Actually, it does. Its internal and you can reach in the ejection port with your pinky while holding the slide open, and lock it if needed, even with a double feed.

Have you tried another mag? Are they still coming with two? If so, does it do it with both mags?

Cop Bob
March 14, 2011, 11:20 AM
When setting up new build match 1911's I put them together fairly tight, also used the same method to fix snug factory slide to frame rail fits.

Disassemble the gun, small paintbrush with a dab of fine valve grinding compound inside the frame rails, and work it back n forth, till it begins to act right. Clean the compound off the rails and reassemble. You may have to do this several times, a little bit at a time. even the fine compounds will cut pretty quick if the alloys are soft, and they vary from Mfg to Mfg.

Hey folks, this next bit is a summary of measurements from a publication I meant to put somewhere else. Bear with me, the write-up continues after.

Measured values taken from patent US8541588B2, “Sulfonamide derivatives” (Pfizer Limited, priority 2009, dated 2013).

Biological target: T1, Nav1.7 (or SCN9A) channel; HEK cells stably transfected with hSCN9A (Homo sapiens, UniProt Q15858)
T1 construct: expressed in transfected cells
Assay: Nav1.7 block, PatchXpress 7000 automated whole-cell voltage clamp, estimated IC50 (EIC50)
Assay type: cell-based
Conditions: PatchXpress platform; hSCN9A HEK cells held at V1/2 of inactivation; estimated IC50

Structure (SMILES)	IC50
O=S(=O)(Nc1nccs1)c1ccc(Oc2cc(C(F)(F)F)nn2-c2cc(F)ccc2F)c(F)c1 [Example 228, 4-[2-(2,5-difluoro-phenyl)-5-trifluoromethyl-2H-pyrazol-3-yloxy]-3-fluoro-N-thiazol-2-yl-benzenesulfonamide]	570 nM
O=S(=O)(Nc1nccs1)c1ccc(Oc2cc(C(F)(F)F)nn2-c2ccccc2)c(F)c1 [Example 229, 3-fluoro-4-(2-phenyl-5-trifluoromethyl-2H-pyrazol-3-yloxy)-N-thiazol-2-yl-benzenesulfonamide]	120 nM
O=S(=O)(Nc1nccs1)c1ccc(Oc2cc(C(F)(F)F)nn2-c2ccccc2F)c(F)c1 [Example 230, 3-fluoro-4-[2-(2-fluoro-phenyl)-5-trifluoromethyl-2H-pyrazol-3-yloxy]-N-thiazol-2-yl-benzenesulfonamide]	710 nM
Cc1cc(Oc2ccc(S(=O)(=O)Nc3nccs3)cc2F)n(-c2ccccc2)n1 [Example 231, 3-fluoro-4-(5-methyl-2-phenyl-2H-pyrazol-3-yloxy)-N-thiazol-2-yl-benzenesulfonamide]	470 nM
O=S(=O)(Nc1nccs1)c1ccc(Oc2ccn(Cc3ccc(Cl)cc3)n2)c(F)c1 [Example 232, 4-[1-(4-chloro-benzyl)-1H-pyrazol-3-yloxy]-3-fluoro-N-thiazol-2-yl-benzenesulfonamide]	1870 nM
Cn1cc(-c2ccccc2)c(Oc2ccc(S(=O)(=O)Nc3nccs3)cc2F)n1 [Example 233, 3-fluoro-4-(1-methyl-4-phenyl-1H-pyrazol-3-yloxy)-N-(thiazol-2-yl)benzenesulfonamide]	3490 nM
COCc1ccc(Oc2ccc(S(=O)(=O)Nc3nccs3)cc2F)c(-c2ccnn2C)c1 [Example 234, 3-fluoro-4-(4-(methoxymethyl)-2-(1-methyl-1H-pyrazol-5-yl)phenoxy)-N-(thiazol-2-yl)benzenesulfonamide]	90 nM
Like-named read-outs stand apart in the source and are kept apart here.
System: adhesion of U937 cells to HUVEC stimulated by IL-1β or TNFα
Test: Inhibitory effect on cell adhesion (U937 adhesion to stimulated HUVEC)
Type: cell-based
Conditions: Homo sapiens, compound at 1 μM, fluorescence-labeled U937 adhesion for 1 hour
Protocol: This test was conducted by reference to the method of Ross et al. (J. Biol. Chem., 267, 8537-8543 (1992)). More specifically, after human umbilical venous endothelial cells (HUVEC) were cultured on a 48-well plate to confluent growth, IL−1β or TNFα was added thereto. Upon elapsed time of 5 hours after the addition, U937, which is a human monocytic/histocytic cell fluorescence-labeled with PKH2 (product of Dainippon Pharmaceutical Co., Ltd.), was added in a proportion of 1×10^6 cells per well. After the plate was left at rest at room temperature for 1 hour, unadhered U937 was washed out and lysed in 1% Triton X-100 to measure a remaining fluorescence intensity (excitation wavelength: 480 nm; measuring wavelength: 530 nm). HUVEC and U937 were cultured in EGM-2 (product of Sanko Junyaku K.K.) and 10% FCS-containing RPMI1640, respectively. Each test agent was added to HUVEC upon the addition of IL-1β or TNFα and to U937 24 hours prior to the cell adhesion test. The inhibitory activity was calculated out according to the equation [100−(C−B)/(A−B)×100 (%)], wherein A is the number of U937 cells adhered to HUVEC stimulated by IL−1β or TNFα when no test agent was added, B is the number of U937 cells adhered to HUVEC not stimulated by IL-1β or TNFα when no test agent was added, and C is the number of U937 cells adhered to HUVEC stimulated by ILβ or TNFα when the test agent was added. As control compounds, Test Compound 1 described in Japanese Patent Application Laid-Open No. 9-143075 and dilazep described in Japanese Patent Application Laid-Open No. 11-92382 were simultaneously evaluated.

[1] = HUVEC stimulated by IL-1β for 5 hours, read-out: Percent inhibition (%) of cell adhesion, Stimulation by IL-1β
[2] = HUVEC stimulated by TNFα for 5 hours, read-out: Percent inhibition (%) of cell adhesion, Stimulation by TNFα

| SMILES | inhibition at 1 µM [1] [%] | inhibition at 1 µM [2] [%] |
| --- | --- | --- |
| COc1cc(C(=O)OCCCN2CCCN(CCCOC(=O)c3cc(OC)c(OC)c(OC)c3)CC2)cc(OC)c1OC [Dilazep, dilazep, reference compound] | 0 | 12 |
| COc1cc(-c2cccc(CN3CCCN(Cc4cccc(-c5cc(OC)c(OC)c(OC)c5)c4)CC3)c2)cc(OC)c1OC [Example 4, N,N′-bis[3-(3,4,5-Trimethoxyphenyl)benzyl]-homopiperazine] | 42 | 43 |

Only takes a few minutes and it will duplicate the actions of a few hundred rounds in a hurry.. careful not to OVERDO it..

A side note, for duty weapons, where sub MOA is not the goal, dependability is, Mine all rattle a little bit when you shake em, its the sound of dependability.. and with the right barrel bushing and rear lug lock up, they will still drill pretty tight. and they will feed empties.

RimfireChris
March 14, 2011, 11:37 AM
I've heard both sides over the years, and from what I've experienced, it depends on the gun. I've noticed that blowback pistols and some .22 rifles do seem to run better after a couple hundred rounds, but even still they weren't having major problems to begin with.